Machine learning is a very hot topic right now, with ChatGPT causing quite a stir. Commercial company OpenAI released the chatbot on top of its language models. Repurposed for fun pictures and to write homework, ChatGPT is allowing the world to come to grips with what machine learning, often called artificial intelligence (AI) can do.
AI developers share the goal of making machines that “think” and, in so doing, pass as or equal the thought processes of human or other beings. The thoughts of such entities themselves could be very different from our own, but could be equal in speed or ability. In machine learning, a computer program uses rules, perhaps user inputs and data, to sort, sift, or make predictions about future data or outcomes.
Hundreds of thousands of pictures of dogs, labeled with the name of the animal and its breed, might be perused by the AI, eventually allowing the program to divine that German Shepherds are more likely to be called “Rex.” It might determine that Malamutes and Beagles are more likely to have heterochromia and do so without having access to specific dog Information, or even without knowing what eyes, heterochromia, or dogs even are. When these programs are married to artificial neural networks (a simulation of an animal brain), patterns can be found that we may not have foreseen or that we don’t have the time to figure out.
Undoubtedly, AI will be a powerful tool. What kind of impact will it have on the world? Of that, we cannot be sure. Nor can we precisely know in what time frame AI will percolate through to our jobs, daily lives, and economy. With the adoption of ChatGPT by AIBuild, we can see that 3D printing could really harness these tools today. However, what can AI do to the additive manufacturing industry and what is it likely to do in the near term? With regards to what we know now, we can make some inferences.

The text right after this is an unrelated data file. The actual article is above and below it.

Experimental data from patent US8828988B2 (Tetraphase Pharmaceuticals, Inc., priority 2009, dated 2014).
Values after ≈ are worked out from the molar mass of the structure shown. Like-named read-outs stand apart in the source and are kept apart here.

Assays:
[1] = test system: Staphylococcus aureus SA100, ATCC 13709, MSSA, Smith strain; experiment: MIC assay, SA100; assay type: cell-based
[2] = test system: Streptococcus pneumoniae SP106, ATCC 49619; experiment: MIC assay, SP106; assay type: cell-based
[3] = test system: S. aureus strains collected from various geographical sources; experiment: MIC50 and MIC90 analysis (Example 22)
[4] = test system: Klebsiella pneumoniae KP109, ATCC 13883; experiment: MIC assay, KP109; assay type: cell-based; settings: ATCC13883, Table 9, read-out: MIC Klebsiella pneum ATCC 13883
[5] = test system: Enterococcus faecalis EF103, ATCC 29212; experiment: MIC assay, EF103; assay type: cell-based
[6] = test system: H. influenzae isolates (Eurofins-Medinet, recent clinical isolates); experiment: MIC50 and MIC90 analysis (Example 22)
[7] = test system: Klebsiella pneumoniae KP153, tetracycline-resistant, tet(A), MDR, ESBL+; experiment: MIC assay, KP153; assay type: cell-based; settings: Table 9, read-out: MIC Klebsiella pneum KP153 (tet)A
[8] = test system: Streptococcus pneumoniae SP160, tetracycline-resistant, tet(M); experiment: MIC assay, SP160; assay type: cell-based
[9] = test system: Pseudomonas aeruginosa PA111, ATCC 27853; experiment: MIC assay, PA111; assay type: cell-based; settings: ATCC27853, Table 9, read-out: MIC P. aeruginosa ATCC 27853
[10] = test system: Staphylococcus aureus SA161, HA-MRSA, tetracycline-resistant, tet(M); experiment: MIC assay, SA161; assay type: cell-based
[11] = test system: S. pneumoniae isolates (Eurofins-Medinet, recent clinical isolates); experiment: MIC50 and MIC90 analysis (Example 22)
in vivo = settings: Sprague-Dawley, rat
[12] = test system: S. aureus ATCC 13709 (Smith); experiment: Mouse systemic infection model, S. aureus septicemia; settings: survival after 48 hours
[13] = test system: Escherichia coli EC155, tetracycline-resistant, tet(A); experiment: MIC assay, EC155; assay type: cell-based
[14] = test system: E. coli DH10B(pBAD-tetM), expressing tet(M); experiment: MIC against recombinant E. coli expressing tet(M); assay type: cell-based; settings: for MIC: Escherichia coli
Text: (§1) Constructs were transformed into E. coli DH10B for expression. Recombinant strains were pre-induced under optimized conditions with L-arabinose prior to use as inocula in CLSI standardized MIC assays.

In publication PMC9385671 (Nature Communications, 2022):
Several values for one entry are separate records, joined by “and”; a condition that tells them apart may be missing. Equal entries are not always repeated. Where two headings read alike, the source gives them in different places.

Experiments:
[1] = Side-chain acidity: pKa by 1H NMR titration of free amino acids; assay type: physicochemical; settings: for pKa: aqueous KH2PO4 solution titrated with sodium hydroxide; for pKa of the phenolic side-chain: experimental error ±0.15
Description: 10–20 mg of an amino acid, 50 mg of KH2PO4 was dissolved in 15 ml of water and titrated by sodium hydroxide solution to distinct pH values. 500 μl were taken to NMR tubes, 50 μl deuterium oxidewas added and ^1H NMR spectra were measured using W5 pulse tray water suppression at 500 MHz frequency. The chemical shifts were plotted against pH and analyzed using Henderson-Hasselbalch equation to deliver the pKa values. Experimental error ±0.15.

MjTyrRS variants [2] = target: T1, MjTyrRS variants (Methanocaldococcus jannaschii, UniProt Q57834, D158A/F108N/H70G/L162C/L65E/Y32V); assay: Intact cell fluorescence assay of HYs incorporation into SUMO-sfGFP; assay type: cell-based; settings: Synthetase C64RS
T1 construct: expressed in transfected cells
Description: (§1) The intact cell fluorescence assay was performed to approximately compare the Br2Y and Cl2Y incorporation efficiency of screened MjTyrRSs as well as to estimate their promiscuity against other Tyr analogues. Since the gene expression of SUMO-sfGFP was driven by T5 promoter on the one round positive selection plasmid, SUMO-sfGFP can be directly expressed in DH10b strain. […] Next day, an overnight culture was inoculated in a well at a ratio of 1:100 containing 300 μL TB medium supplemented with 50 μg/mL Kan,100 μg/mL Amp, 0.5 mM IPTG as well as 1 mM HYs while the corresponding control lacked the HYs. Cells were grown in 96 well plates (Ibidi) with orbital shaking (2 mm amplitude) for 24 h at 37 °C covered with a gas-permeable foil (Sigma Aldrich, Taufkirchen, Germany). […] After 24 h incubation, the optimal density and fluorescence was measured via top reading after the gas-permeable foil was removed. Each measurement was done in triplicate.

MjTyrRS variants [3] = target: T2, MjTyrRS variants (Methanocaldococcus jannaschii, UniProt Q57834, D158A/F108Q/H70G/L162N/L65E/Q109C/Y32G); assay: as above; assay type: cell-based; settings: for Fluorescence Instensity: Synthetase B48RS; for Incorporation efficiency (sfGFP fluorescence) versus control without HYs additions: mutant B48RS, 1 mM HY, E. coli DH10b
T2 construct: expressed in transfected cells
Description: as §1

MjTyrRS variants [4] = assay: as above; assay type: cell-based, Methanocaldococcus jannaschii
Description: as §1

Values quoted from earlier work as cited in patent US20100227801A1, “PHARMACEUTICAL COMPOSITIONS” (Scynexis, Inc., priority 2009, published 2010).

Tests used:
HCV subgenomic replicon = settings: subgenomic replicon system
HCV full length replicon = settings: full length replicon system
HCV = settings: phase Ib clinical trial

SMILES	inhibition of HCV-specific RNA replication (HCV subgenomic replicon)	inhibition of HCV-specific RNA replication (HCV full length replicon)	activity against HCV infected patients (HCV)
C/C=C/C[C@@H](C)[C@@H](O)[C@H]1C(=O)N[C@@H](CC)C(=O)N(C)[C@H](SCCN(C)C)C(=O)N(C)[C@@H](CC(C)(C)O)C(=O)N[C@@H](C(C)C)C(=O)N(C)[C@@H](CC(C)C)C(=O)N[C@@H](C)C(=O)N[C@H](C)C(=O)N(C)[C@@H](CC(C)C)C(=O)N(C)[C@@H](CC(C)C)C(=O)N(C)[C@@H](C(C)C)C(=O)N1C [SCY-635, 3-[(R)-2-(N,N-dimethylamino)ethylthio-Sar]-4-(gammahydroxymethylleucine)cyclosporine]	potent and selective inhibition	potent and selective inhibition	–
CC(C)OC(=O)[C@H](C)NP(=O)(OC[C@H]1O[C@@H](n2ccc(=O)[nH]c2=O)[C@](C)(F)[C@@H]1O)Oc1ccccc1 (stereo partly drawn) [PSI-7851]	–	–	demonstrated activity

On desktop material extrusion systems, finding the optimal settings for a filament is driven in part by experience, part by skill, and part by guess work. When machine manufacturers optimize parameters, they often do so through repeated test printing and adjustment based on their own initial settings. Filament manufactures dial in their feedstocks on a few printers sold by major brands, as well. Often users optically determine what is the best looking result, but more rigorous testing is on the rise.
Based on enough information, this process could be automated with AI. Given enough initial testing and results, a materials firm could input its changed formula and obtain an idea for the optimal settings of the new filament on many machines. By extending its testing to new systems, the company could have much better settings and print results than other filament vendors.
Another example could see an original equipment manufacturer look through all of its testing outcomes on the machine, materials, mass specifications, and more. It could then plot the settings and perceived results to come up with much better parameters per filament. It could then also optimize settings for higher strength for example with further testing.